Saturday, May 6, 2017 from 9 am – 2:45 pm
Who Am I and Where Do I Come From? – How to help families build/navigate through birth family relationships
A workshop on the importance of understanding the role your child’s birth family will have in their life whether they are in it or not. Discussion and role-plays will be a part of this workshop to have hands-on practice. Main points will be around the different types of relationships foster and adoptive parents have with birth families, how to navigate through boundaries and roles, the ways modern technology impact the ongoing role of the birth parent, and exploring parent’s own biases and beliefs about birth families and what type of involvement they should have in their child’s life.
Maureen Maslinski, MSW, LICSW is a Licensed Independent Clinical Social Worker who has worked in the social service field for 20 years. She has worked primarily in Minneapolis and St. Paul in shelter, residential, in-home, school and clinic based services. Maureen is in private practice with Family Circle Counseling working with individuals of all ages and families. Maureen has extensive personal and professional experience with adoption and attachment. In her professional life, she has worked with all members of the adoption triad and has expertise in areas of trauma, attachment, and grief and loss.
Building and Nurturing Our Transracial Families
This session will help families examine how parents can become positive agents of change to create strong, thriving communities and families. We will discuss “intentional” parenting and why it is important for multicultural families. Identify ways you can help your children develop a strong sense of culture and racial identity. Robert will focus on gaining a better understanding of the tools and perspectives shown to be helpful in supporting your multicultural family.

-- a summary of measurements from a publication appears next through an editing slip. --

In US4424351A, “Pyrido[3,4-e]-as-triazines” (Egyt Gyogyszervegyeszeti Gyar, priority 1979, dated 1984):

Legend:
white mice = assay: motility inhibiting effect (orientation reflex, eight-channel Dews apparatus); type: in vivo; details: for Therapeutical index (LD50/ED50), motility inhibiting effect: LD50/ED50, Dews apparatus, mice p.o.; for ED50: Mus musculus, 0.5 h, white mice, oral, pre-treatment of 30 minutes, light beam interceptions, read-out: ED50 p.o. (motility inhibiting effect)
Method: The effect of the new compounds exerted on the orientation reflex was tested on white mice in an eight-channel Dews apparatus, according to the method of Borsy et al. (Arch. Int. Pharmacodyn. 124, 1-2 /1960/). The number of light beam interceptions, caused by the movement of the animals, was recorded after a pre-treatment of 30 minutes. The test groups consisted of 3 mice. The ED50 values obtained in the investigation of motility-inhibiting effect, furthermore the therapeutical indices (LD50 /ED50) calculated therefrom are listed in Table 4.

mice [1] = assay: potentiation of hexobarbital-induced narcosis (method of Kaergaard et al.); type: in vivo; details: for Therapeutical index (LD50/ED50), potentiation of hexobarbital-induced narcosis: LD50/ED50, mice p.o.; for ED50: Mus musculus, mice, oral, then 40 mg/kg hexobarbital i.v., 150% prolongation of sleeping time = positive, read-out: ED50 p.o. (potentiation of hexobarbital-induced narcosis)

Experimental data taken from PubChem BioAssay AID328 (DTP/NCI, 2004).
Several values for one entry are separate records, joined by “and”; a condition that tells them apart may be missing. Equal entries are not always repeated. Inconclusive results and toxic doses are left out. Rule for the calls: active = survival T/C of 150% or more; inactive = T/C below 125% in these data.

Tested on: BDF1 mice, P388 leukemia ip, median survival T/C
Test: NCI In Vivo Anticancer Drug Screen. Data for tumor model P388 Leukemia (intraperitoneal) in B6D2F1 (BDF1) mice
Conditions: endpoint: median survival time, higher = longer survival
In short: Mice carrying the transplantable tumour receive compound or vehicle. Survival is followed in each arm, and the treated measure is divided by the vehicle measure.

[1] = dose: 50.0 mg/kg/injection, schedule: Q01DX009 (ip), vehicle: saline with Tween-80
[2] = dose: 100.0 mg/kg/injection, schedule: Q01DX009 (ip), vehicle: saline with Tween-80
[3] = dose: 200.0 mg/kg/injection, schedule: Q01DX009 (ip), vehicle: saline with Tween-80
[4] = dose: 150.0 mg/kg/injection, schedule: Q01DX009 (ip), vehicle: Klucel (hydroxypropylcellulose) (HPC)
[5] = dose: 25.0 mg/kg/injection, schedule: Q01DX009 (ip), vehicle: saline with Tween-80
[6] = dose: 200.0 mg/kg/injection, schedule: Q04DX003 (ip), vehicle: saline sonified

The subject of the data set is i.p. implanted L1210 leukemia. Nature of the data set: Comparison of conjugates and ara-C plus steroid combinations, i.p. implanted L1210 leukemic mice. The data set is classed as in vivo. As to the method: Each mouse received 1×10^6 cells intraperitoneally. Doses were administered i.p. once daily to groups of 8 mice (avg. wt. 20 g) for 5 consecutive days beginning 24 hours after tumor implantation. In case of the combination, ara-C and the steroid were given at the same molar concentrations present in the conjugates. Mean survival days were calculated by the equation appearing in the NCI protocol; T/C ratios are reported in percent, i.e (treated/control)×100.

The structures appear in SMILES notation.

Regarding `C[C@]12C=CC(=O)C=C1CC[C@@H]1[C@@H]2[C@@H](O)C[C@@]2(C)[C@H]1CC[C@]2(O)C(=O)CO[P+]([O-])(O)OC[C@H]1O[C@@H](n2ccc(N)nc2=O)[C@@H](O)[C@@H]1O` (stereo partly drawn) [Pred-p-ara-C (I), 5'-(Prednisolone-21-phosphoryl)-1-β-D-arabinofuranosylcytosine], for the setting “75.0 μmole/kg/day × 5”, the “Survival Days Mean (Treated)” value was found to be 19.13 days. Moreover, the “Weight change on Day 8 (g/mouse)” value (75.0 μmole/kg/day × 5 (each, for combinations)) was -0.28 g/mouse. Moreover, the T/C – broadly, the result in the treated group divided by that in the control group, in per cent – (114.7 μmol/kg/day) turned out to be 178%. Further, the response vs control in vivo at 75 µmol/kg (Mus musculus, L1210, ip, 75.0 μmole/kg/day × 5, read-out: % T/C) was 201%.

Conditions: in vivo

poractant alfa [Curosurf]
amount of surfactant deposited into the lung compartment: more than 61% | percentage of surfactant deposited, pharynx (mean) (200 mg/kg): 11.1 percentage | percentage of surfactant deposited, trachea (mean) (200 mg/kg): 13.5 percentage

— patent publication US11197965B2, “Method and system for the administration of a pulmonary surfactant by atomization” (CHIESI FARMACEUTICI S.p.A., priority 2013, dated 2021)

Robert O’Connor, MSW has more than 20 years of formal experience working with children and families who are at-risk for out-of-home placements. As a child, Robert and his siblings experienced multiple failed adoptions and foster care placements before being transracially adopted at the age of four. Today, Robert is Associate Professor of social work at Metropolitan State University, and director of the university’s Multicultural Title IV-E Program. He is a frequent speaker on cultural competency related topics in child welfare and the workplace, transracial adoption and leadership.
Ask, Don’t Tell—Open communication around sexuality and gender
In this training, we will lean into the tough stuff by locating our personal and/or professional areas of discomfort around sexuality and gender. We will practice applying practical tools for engaging in conversation around sexuality from a more open, non-judgmental and non-reactive place. Finally, we will explore how sexual orientation and gender identity interact with other identities and experiences, (adoptive, abuse/trauma history, race, etc.) to enrich our understanding of how to interact respectfully with others.
Janet Bystrom, MA, MSW, LICSW has been employed in a variety of settings and has gained a wide range of experience that she continually uses as a resource in her work. These include street outreach (Streetworks), residential setting (The Bridge), drop in center (SafeZone and District 202), school based clinic (Health Start), and out-patient therapy (Face to Face and RECLAIM). In 2009, Janet founded and held the role of Executive Director and lead therapist at RECLAIM, a non-profit whose mission is to increase access to mental health support so that queer and transgender youth might reclaim their lives from oppression in all its forms.